A couple of weeks ago, Litlove of Tales from the Reading Room posted about the books she had received for her birthday and a goodly haul it was too. In amongst them was a volume that she glossed as 1920s detective fiction from Frances Brody, an author of whom I’d never heard. If I’m honest, it sounded a bit on the cosy side to me but I value Litlove’s taste far too highly to pass over any writer she chooses to recommend and so I ordered the first of what is so far a series of four from the library.
When it arrived I was still on the dubious side; I mean the cover looks as if it’s aiming at cosy, doesn’t it? Not, you understand, that I think there’s anything intrinsically wrong with cosy, it simply isn’t a genre I normally enjoy. Anyway, the librarian was also very enthusiastic so I tucked it in my bag, brought it home and then curled up with it over my own version of cosy – a pot of tea and a scone.
Well, never let it be said that I can’t admit when I have been wrong, or at least guilty of underestimating someone. Ms Brody writes well and offers a story line that is far from cosy, placing herself alongside the earlier (and, to my way of thinking, much better) Maisie Dobbs’ novels. Her investigator is Kate Shackleton, a young woman left on her own after her surgeon husband has gone missing during the First World War. Everyone but Kate is convinced he is dead but this is something she can’t bring herself to accept and as a consequence she has interested herself in the dilemmas faced by other families who need the certainty of knowing one way or the other what the fate of a loved one truly is. This has earned her something of a reputation and so, when an acquaintance with whom she served in the VAD asks her to try and trace her missing father, Kate decides that she might as well turn detective for real and takes on her first job for money.
Joshua Braithwaite’s disappearance is different. Yes, he vanished during the war, but not while serving in the forces. A prominent mill-owner in the Yorkshire Dales, he has simply dematerialised into thin air not long after his son, Edmund, has been killed on the Somme. His daughter, Tabitha, is certain that he is still alive and desperate for him to be present at her forthcoming wedding. Kate has a spare five weeks in which to find him.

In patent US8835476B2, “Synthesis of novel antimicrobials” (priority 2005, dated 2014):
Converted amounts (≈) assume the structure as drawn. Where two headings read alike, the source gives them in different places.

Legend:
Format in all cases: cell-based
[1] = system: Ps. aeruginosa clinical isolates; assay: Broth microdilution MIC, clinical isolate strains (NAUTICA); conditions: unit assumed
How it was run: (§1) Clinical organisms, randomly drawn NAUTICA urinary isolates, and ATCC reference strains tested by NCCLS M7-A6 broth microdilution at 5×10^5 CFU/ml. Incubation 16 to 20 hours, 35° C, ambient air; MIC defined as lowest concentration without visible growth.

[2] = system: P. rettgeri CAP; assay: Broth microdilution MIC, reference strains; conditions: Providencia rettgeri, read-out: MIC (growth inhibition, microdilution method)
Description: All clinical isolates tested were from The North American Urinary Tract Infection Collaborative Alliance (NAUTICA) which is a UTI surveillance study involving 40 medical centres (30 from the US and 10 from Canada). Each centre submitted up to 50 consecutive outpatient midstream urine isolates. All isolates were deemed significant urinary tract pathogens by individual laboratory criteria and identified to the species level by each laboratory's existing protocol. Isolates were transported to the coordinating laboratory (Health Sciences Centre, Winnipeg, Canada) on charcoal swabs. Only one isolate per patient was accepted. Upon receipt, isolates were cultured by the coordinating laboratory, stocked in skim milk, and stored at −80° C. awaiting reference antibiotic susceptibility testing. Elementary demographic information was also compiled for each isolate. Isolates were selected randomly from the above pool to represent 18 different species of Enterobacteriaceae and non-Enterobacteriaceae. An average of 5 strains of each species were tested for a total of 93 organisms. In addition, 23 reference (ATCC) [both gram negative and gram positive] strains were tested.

Well, to borrow a well worn saying, there’s trouble at’t’ mill and there has been for some time prior to Joshua’s disappearance. Kate soon finds that there is more than one person who might well have rejoiced at the owner’s demise and some of them are too close to home for comfort. Needless to say, she gets to the bottom of the mystery with a series of unexpected but believable twists coming along nicely at the end before all is resolved.
Except all is not really resolved. One of the things that makes this novel stand out is that it isn’t nicely wrapped up at the end. Oh yes, we know who ‘dunnit’ but the result is far from a happy one for those most intimately concerned and Kate is left asking whether her involvement has really helped those who sought her aid. Whatever else, the end is far from cosy.
I thoroughly enjoyed this book and already have the second in the series on order. But, I appreciated most the fact that it made me think about the nature of books like this and those by Jacqueline Winspear which explore the years immediately after the First World War, most especially the effects that the conflict had on those that were left behind. If you are going to be true to the period you can’t actually write a cosy novel because the period was anything but. You might write a book which sparkles with the brilliance of the lives led by some of the people in the early twenties, but if you’re going to be true to the reality you will also have to show the brittleness that underlies that brilliance as society came to terms with the truth of what mankind can do when it turns on itself. Sparkle some people may have done, but only as a way of hiding from a reality they did not wish to face.
This book doesn’t sparkle in that way, neither does it explore the horrors of the battlefield hospitals in the way Maisie Dobbs does, but nevertheless it is still imbued with the uncertainty of those left behind and also with the harshness of life for those trying to scrape a living in an society that was already beginning to falter as the economic horrors five or six years away on the horizon start to make their presence felt. Dying in the Wool is a novel with a bit of bite to it and as such definitely well worth looking out.